The judges are extremely unhappy with the “American Idol” voters for their decision to send Pia Toscano home on Wednesday.
“I’m shocked. I’m angry. I don’t even know what to say,” J.Lo ranted, faulting the voters for failing to read her mind and discern which of the nine heavily praised finalists she loved better than others.
“I’m with Jennifer. We’re all in shock. I’m gutted. You’re one of the best singers in this. I’m never upset on this show, but this makes me mad. Really mad,” Randy Jackson told the tearful Toscano. It was a display of passion that would have been more useful had his preference for her been made clear 24 hours earlier.
“A mistake is one thing, but lack of passion is unforgivable. They’re wrong. She’s beautiful when she sings — she’s a bird,” Steven Tyler added, which sounded a lot like the type of praise he offers to any and all competitors every single week.
Toscano’s elimination was truly shocking, perhaps the biggest surprise since Chris Daughtry in season five (though this came a lot earlier in the competition). Either of the other two performers in the bottom three would have been more logical choices. Jacob Lusk sang early, which is usually bad news, and Stefano Langone was the only singer to get the tiniest, tiniest twinge of negative feedback on Wednesday.
But if the results really surprised the judges, then they should keep in mind that very few of the show’s viewers have the power to read minds. It would have been impossible to gauge that the panel loved Toscano more than anyone else in the competition because they gave lavish praise to everyone, and ended the show by saying everyone was great and they didn’t know who people should vote for.
If the judges truly love everyone and don’t care who people keep around, then they should keep on doing what they’re doing. But if they want the audience to vote in a certain way, the least they could do is make those preferences clear. If the judges think everyone deserves a share of first place, they can’t complain when sheer random chance causes someone they secretly like better than the others to finish in ninth place.
Let the second-guessing begin
Toscano would almost certainly have been the recipient of the judges’ save this week ... but it wasn’t available. It was used two weeks ago to keep Casey Abrams.
That’s worked out great for Abrams, who hasn’t been in danger since. But in hindsight, the judges have to be wishing they had let him go. Not only did that save deprive them of the chance to keep Toscano, it also means that five women have been eliminated in five weeks, with the only save being used the one time one of the guys was in trouble.
Regardless of what happens next week, this will be the second year in a row that at least five of the final seven performers will be guys. Clearly, when America looks for a pop idol, it’s not gender equitable.
You know that guy who can’t really accept the fact that some time has passed and he’s not the same person he once was, and should think about toning it down a bit? Like the 28-year-old who still hangs out at the college bars with the freshmen, or the 45-year-olds who play softball like the New York Yankees have scouts in attendance?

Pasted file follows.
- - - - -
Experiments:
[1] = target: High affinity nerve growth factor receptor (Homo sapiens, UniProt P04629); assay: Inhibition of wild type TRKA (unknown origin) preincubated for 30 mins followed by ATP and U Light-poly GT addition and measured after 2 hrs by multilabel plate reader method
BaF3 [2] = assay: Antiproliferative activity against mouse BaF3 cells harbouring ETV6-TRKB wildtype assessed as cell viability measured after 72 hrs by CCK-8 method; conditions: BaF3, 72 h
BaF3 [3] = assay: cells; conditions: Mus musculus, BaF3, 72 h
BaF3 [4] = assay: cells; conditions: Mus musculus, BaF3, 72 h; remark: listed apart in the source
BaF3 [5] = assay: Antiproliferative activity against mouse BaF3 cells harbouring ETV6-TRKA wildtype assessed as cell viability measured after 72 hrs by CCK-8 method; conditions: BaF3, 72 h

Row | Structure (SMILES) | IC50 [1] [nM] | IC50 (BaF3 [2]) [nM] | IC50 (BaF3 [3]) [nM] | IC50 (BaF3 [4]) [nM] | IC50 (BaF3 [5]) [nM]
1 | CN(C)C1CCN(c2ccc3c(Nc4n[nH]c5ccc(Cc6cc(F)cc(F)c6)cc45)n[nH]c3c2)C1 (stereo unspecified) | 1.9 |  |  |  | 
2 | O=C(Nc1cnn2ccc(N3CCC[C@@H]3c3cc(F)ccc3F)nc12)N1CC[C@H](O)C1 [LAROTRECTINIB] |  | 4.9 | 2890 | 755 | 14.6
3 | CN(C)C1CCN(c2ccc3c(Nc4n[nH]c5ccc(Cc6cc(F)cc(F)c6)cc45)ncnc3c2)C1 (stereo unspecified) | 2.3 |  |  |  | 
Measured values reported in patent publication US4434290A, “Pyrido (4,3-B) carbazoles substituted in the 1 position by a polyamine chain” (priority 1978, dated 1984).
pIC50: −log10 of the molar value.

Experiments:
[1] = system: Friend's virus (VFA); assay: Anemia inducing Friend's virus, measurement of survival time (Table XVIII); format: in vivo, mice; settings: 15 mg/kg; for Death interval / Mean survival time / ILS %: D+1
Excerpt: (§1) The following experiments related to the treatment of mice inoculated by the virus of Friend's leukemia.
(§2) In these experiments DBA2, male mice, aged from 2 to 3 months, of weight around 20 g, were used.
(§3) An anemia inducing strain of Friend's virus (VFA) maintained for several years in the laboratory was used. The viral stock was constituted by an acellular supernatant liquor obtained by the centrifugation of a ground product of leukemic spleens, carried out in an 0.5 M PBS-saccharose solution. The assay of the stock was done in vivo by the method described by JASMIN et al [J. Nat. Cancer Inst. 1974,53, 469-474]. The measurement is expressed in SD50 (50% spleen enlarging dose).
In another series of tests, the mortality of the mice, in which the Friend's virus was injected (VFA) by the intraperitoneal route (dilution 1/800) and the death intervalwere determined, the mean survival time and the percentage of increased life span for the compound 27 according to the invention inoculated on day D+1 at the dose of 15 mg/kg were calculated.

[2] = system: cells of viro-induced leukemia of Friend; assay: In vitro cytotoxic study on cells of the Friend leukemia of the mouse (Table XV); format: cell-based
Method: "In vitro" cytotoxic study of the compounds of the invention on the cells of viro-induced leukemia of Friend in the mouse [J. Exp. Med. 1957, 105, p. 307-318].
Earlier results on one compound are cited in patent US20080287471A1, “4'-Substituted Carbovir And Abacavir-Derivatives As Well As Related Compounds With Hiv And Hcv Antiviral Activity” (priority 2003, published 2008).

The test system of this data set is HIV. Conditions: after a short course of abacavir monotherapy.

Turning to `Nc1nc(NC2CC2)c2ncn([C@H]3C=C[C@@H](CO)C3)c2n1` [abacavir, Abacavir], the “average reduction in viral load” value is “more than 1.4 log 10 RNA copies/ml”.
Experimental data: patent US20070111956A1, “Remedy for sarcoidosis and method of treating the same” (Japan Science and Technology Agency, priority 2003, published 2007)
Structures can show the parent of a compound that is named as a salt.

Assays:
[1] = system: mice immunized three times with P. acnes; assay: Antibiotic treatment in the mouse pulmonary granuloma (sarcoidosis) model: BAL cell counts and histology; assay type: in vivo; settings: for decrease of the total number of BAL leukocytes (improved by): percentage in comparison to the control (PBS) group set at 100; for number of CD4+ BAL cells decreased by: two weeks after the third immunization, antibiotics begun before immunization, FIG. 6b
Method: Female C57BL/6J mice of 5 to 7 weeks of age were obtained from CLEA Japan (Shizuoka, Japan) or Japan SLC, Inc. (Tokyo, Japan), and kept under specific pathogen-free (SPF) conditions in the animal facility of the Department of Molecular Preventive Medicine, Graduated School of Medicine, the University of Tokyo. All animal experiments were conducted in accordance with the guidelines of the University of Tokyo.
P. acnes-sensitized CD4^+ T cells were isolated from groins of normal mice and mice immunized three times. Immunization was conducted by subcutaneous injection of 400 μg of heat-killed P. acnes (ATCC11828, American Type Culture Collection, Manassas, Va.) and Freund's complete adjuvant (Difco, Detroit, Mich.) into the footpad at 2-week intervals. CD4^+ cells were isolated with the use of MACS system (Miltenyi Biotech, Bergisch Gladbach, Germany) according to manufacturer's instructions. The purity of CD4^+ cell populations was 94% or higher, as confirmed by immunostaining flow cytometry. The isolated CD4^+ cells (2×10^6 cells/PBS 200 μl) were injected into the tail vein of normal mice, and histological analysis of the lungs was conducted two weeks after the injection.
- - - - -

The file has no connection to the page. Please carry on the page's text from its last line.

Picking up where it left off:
That’s Iggy Pop. The Rock and Roll Hall of Famer has had a huge influence on music, but judging by the facial expressions of the teenage girls in the front row, they could have done without the shirtless 63-year-old thrusting his chest in front of them. Sure, that may be because they were asking “who’s Iggy Pop,” but the definite focus was more like “get away from me, grandpa.”
And based on J.Lo’s expression when the rock legend moved in front of her seat, Marc Anthony doesn’t have anything to worry about either.
Among the duties the "Idol" finalists had this week was to go to the set of “TMZ on TV” to get advice on dealing with the media. “Don’t wind up on our show” would have been the perfect takeaway.
Instead, the highlight was when host Harvey Levin asked Abrams what he would say if asked by the paparazzi who he was dating. With the perfect mix of disdain and disgust, Abrams answered, “Your mom.”
Of course, answers like that are what get famous people on TMZ in the first place.
Coaching it up
As if the finalists needed more random celebrities stopping by, Russell Brand showed up as the “charisma coach.” Not coincidentally, his remake of “Arthur” is hitting theaters as we speak.
But to his credit, Brand was entertaining, bringing the contestants to the judges’ podium. “If we know what it’s like to be a judge, we can conquer the fear,” Brand said.
Of course, considering nobody does any actual judging, there was no reason for anyone to fear the panel's comments anyway. Except for the audience, whom the judges berated Thursday for failing to read minds.
Craig Berman is a frequent contributor to TODAY.com. Follow him on Twitter as he live tweets each episode.
Want to get the latest TV and reality TV news? Follow